On May 26, 1940, over 400,000 British soldiers found themselves stranded on the beaches of Dunkirk, France. Outnumbered and surrounded by German artillery, these young men were in a hopeless situation. That was until hundreds of civilian boats came to their rescue. This came to be known as the Miracle of Dunkirk. Christopher Nolan recreates this moment of heroism in Dunkirk, a multi-layered tale of heroism in the face of overwhelming hopelessness.
I’ve already praised this film as my favourite of 2017, so it makes it a challenge to say anything new about it. Fortunately, the film’s three storylines offer a unique reviewing opportunity. So, I divide this review by plotlines.
The Mole takes place over the course of a week on the Dunkirk beaches with Tommy (Fionn Whitehead), one of the British soldiers stranded and surrounded by the enemy. This section feels more like a horror movie than a war movie. This whole film finds Tommy and fellow soldiers in a relentless state of desperation as they try to hide from enemy fire. But no matter where they go, the enemy is always ready to pick them off. They can’t go into the city without the risk of being shot at. They can’t stay in the docks without airplanes dropping bombs on them. They can’t use the boats with the risk of torpedoes. Every attempt at escape or safety only makes their situation more hopeless.
The Sea follows a day in the life of Mr. Dawson (Mark Rylance), one of many civilians recruited by the Navy to send their boats to rescue the soldiers. Joined by his son Peter (Tom Glynn-Carney) and young neighbour George (Barry Keoghan) set sail, Mr. Dawson heads to Dunkirk to serve his country. But when they encounter a traumatized soldier (Cillian Murphy) trapped on a capsized mission, these brave civilians find their sense of duty put to the test. Of all the segments in this film, this one is the most character oriented. It’s the only time where we truly get to know the characters. Mr. Dawson portrays a strong sense of duty in his mission, only to find it tested when the soldier refuses to return to Dunkirk. This segment also gives the film some room to breathe.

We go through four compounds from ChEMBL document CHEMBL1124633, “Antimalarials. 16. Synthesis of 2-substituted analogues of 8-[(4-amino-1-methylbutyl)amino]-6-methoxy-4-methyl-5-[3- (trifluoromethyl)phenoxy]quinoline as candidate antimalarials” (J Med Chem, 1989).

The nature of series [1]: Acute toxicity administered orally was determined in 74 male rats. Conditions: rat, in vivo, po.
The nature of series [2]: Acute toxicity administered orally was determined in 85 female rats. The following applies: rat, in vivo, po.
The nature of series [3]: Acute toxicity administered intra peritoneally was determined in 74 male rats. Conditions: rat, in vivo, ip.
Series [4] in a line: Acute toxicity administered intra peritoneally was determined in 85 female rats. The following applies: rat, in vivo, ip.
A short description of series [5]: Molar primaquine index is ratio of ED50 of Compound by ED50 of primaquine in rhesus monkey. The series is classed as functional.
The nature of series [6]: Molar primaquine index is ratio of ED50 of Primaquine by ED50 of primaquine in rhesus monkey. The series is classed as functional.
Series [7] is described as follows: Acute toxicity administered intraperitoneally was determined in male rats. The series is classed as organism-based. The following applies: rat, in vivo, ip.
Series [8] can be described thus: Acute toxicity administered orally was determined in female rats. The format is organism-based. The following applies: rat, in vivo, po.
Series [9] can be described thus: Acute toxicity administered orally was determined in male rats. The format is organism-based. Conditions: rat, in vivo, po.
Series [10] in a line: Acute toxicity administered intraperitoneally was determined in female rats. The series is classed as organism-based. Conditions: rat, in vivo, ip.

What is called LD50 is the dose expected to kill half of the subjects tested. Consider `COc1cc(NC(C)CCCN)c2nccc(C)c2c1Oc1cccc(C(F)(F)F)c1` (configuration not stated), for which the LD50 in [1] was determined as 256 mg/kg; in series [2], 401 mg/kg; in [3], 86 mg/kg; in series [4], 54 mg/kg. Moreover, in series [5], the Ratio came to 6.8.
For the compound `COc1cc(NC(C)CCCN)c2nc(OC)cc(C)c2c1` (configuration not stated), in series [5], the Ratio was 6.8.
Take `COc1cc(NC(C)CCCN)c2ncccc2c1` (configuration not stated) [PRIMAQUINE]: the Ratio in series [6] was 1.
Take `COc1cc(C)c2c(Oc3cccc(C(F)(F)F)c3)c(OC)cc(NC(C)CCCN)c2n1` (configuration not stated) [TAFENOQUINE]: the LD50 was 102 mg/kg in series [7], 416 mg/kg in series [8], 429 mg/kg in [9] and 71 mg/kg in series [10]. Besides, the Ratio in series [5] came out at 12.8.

The Air brings into an hour with fighter pilots Farrier (Tom Hardy) and Collins (Jack Lowden) as they shoot down enemy pilots. When a broken gauge leaves Farrier with no idea how much fuel he has left, He gives himself an hour to prevent the enemy planes from gunning down his fellow soldiers. This one is the most action-oriented of all the segments, as these pilots race against time to gun down other planes.
Nolan has these stories overlap each other. This demonstrates how events can change overnight. In a first segment, we see the traumatized soldier as a level-headed leader. When these segments intersect, we can see how moments and people can change in an instant and how gestures can be misunderstood. Nolan uses these segments to show that events like these are not one story, but a collection of stories working together toward a common goal. Darkest Hour only adds to this by telling the story from the perspective of the Government.
The result is no to much a film as it is an experience. Always looking to challenge himself, Nolan took this moment of heroism and used a multi-layered story structure to build a wider sense of perspective. Then he challenged himself to tell the story with as little dialogue as possible. He also kept the audience in a state of suspense with no sign of relief. The result is a rare war movie that truly feels like its offering something new to the genre. It’s also a reminder of why the release of a Christopher Nolan film feels like an event.